Japanese Conversation

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Taxi

Telling a taxi driver a destination

Haneda kuukoo, onegai shimasu.
Haneda Airport, please.

Use the phrase onegai shimasu when telling a taxi driver your destination. Please note that in this context, you cannot use kudasai.

You can of course use kudasai when ordering at the restaurant and shopping in the store, e.g. Koohii o kudasai, but remember, kudasai literally means "Please give me..." and therefore, it isn't quite right to say Haneda kuukoo o kudasai.

Nowadays, most taxis are equipped with car navigation systems in Japan. The simplest way to tell your destination is to show the taxi driver the address you wish to reach (if you know it in advance) on a piece of paper.

Please note that not many taxis accept credit cards in Japan. Use the expression below to check if you can use your credit card before getting in a taxi. Incidentally, tsukaemasu is the potential form of the verb tsukaimasu (to use).

Kaado wa tsukaemasu ka?
Can I use my credit card?

Giving a taxi driver instructions

It is quite hard for a beginner in Japanese to give a taxi driver specific instructions. Especially, in big cities, such as Tokyo and Osaka, many narrow streets criss-cross each other. Trying to give instructions in detail will rather make it confusing for a taxi driver to understand.

A tip for a beginner in Japanese to be successful in this context is to give a taxi driver the minimum necessary information clearly, word by word. Here are some keywords which are often used for giving directions.

migirightkokohere, this street
hidarileftsokothere
massugustraighttsugi no (kado)next (corner)
shingootraffic lightsono (kado)that (corner)
koosatencrossingano (kado)that (corner)
kadocornerhitotsu-me no (kado)first (corner)
michiload, streetfutatsu-me no (kado)second (corner)
dooroload, streetmittsu-me no (kado)third (corner)
Meiji-DooriMeiji street[land mark] no chikakunear [land mark]
a.Tsugi no shingoo [o] migi [ni] onegai shimasu.
Turn right at the next traffic lights, please.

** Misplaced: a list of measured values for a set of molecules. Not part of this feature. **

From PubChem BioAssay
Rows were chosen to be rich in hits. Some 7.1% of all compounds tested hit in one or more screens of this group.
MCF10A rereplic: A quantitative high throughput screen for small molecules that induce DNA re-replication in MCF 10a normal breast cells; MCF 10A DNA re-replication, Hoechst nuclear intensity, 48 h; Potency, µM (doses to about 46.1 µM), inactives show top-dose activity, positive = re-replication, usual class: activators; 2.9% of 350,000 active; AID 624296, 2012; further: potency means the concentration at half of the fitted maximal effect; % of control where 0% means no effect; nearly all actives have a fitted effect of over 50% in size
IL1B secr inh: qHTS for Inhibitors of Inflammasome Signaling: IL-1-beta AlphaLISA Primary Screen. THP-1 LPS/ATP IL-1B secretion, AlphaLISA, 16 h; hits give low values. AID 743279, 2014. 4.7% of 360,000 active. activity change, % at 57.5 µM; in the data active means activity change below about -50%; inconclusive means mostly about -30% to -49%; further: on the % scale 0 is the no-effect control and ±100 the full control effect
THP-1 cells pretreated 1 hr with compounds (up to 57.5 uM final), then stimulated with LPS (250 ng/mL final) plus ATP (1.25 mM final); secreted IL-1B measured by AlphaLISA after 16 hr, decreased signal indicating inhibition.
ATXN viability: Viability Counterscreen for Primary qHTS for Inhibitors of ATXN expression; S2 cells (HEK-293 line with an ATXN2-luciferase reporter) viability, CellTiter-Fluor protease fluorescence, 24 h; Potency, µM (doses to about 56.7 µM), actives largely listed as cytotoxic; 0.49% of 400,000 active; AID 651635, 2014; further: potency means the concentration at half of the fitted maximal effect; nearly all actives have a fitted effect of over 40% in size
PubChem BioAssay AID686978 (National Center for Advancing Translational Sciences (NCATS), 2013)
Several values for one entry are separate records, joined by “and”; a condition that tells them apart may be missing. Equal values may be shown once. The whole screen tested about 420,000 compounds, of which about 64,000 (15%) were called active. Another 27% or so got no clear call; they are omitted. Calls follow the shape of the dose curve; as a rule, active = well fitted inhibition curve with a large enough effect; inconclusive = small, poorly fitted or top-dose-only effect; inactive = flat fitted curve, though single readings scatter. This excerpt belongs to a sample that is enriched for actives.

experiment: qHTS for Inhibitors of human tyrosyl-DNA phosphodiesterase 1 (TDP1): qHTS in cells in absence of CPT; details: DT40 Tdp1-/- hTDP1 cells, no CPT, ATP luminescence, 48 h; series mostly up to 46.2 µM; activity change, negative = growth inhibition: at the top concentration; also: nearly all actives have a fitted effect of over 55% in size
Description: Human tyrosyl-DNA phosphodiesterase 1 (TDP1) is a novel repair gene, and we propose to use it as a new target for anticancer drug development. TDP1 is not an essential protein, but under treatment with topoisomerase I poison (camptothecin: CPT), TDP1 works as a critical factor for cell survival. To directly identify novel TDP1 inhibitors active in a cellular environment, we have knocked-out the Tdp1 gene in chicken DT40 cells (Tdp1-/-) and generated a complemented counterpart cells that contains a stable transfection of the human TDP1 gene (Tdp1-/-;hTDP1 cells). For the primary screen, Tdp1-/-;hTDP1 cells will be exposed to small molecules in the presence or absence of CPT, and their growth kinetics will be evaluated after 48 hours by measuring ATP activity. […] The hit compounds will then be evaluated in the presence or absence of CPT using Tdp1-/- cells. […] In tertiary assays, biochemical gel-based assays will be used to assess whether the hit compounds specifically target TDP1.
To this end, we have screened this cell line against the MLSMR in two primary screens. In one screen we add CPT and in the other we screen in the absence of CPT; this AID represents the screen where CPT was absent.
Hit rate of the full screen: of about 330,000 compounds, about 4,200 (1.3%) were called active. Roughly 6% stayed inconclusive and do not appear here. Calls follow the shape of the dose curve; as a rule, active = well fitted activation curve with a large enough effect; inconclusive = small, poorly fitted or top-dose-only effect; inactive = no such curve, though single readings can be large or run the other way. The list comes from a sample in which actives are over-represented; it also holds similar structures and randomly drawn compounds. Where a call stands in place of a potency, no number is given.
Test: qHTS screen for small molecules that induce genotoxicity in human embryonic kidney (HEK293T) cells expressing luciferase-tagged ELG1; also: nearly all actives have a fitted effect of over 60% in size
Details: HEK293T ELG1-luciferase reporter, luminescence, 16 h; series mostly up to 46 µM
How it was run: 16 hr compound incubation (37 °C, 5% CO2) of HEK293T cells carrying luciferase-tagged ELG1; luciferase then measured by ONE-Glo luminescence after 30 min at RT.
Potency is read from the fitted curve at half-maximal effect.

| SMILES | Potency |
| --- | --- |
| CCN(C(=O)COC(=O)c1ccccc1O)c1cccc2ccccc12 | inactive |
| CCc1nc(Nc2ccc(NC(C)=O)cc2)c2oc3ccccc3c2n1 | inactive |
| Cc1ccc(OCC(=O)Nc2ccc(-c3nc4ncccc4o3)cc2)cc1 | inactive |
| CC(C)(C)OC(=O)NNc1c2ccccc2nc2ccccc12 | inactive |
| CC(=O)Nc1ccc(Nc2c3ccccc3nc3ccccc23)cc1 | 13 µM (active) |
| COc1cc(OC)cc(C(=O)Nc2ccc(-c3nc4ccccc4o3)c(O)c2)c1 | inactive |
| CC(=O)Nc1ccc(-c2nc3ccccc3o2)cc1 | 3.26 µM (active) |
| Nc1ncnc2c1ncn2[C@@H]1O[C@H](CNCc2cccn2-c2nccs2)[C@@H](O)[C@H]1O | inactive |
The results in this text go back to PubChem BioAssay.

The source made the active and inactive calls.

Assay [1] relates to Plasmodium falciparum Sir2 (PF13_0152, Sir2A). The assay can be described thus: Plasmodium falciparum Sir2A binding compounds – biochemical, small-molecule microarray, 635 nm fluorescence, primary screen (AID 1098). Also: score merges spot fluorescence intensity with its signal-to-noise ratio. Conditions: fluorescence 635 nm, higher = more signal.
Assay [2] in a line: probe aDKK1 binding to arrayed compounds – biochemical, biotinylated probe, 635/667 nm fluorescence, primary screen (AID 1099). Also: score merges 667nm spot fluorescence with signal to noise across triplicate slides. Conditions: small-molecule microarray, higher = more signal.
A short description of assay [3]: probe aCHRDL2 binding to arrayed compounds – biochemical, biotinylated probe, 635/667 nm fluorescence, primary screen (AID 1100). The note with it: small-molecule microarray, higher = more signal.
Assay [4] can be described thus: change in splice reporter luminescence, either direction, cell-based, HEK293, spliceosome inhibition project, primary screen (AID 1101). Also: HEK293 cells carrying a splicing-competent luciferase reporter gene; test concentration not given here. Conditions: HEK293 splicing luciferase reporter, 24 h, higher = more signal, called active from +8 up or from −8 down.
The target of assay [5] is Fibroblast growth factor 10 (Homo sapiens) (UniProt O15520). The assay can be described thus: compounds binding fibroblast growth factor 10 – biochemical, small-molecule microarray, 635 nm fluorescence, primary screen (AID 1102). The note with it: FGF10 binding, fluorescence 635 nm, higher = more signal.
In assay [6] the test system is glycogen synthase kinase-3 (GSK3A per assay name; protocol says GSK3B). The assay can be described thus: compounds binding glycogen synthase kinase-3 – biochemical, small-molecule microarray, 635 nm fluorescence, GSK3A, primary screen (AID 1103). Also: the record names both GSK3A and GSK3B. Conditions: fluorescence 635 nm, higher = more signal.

b.Sono shingoo [o] massugu onegai shimasu.
Go straight through those traffic lights, please.

The above example sentences include [o] and [ni] which are both particles but let's not go into the details of particles for now.
In a situation such as giving a taxi driver instructions, you don't have to use absolutely grammatically correct sentences. What's more important is to know keywords, such as tsugi no shingoo, migi, hidari and massugu. It won't do any harm if you omitted some particles.

Itte kudasai, magatte kudasai

Kudasai literally means "Please give me" in Japanese and combining it with a verb in the te form, it makes a request.

a.Koko o massugu itte kudasai.
Koko, massugu onegai shimasu.
Go straight along this street, please.
b.Sono kado o hidari ni magatte kudasai.
Sono kado, hidari ni onegai shimasu.
Turn left at that corner, please.
c.Ano konbini no mae de tomete kudasai.
Ano konbini no mae de ii desu.
Pull over in front of that convenience store, please.
In front of that convenience store will do, thanks.

As shown in the above example sentences, itte is the te form of ikimasu (to go), magatte is the te form of magarimasu (to turn), and tomete is the te form of tomemasu (to stop).

Also, you can simply replace the pattern "verb te form + kudasai" with onegai shimasu (see a. and b.). Please note, however, that you cannot use onegai shimasu when asking the taxi driver to stop. Say [place] de tomete kudasai or [place] de ii desu instead.

The use of the te form of verbs is explained in detail in Building Up Conversation through many different expressions. Please see these materials if you would like to learn more about the te form of verbs.

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